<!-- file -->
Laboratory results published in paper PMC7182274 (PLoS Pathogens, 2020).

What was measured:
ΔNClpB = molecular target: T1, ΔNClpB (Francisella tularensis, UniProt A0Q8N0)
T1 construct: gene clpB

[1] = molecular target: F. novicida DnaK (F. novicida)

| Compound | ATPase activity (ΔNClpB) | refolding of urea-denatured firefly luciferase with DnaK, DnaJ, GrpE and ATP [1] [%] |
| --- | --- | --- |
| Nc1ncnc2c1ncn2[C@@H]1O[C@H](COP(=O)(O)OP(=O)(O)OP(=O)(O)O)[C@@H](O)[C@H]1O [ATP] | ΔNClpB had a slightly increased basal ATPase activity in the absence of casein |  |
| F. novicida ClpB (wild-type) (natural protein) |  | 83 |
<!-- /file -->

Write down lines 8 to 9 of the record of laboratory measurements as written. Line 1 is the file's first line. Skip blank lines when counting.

| Nc1ncnc2c1ncn2[C@@H]1O[C@H](COP(=O)(O)OP(=O)(O)OP(=O)(O)O)[C@@H](O)[C@H]1O [ATP] | ΔNClpB had a slightly increased basal ATPase activity in the absence of casein |  |
| F. novicida ClpB (wild-type) (natural protein) |  | 83 |